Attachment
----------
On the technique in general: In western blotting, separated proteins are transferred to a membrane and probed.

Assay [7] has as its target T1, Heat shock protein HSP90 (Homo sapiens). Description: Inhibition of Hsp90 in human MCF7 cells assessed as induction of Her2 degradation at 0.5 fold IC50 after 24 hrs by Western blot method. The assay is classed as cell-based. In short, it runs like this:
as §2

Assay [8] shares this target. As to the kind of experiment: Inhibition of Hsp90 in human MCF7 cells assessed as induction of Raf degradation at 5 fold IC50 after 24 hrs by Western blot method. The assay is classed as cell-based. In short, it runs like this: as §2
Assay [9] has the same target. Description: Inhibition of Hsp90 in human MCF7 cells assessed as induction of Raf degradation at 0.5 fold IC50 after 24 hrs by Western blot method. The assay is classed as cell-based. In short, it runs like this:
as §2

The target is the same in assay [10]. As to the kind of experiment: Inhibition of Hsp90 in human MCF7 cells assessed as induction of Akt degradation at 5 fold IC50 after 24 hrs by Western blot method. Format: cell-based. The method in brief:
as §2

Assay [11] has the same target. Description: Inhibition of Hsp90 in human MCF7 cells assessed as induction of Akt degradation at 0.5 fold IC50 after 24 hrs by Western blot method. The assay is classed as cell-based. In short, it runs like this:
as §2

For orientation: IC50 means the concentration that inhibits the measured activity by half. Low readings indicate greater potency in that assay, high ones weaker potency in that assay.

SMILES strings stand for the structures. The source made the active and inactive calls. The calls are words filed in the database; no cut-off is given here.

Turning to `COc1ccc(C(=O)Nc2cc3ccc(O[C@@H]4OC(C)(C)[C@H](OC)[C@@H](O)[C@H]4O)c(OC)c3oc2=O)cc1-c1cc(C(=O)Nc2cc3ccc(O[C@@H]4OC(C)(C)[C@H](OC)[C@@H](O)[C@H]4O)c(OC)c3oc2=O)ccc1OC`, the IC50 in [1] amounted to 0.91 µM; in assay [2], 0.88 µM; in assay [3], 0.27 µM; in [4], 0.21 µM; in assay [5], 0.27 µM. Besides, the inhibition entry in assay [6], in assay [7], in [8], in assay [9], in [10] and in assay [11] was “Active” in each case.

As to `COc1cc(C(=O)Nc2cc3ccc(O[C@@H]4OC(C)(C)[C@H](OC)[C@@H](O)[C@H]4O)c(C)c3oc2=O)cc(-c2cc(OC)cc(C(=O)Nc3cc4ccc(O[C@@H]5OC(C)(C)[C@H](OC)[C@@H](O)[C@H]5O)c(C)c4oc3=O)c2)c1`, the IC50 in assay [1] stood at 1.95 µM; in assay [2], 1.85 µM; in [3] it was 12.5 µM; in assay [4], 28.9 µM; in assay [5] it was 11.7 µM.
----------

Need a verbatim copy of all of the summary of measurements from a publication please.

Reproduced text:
On the technique in general: In western blotting, separated proteins are transferred to a membrane and probed.

Assay [7] has as its target T1, Heat shock protein HSP90 (Homo sapiens). Description: Inhibition of Hsp90 in human MCF7 cells assessed as induction of Her2 degradation at 0.5 fold IC50 after 24 hrs by Western blot method. The assay is classed as cell-based. In short, it runs like this:
as §2

Assay [8] shares this target. As to the kind of experiment: Inhibition of Hsp90 in human MCF7 cells assessed as induction of Raf degradation at 5 fold IC50 after 24 hrs by Western blot method. The assay is classed as cell-based. In short, it runs like this: as §2
Assay [9] has the same target. Description: Inhibition of Hsp90 in human MCF7 cells assessed as induction of Raf degradation at 0.5 fold IC50 after 24 hrs by Western blot method. The assay is classed as cell-based. In short, it runs like this:
as §2

The target is the same in assay [10]. As to the kind of experiment: Inhibition of Hsp90 in human MCF7 cells assessed as induction of Akt degradation at 5 fold IC50 after 24 hrs by Western blot method. Format: cell-based. The method in brief:
as §2

Assay [11] has the same target. Description: Inhibition of Hsp90 in human MCF7 cells assessed as induction of Akt degradation at 0.5 fold IC50 after 24 hrs by Western blot method. The assay is classed as cell-based. In short, it runs like this:
as §2

For orientation: IC50 means the concentration that inhibits the measured activity by half. Low readings indicate greater potency in that assay, high ones weaker potency in that assay.

SMILES strings stand for the structures. The source made the active and inactive calls. The calls are words filed in the database; no cut-off is given here.

Turning to `COc1ccc(C(=O)Nc2cc3ccc(O[C@@H]4OC(C)(C)[C@H](OC)[C@@H](O)[C@H]4O)c(OC)c3oc2=O)cc1-c1cc(C(=O)Nc2cc3ccc(O[C@@H]4OC(C)(C)[C@H](OC)[C@@H](O)[C@H]4O)c(OC)c3oc2=O)ccc1OC`, the IC50 in [1] amounted to 0.91 µM; in assay [2], 0.88 µM; in assay [3], 0.27 µM; in [4], 0.21 µM; in assay [5], 0.27 µM. Besides, the inhibition entry in assay [6], in assay [7], in [8], in assay [9], in [10] and in assay [11] was “Active” in each case.

As to `COc1cc(C(=O)Nc2cc3ccc(O[C@@H]4OC(C)(C)[C@H](OC)[C@@H](O)[C@H]4O)c(C)c3oc2=O)cc(-c2cc(OC)cc(C(=O)Nc3cc4ccc(O[C@@H]5OC(C)(C)[C@H](OC)[C@@H](O)[C@H]5O)c(C)c4oc3=O)c2)c1`, the IC50 in assay [1] stood at 1.95 µM; in assay [2], 1.85 µM; in [3] it was 12.5 µM; in assay [4], 28.9 µM; in assay [5] it was 11.7 µM.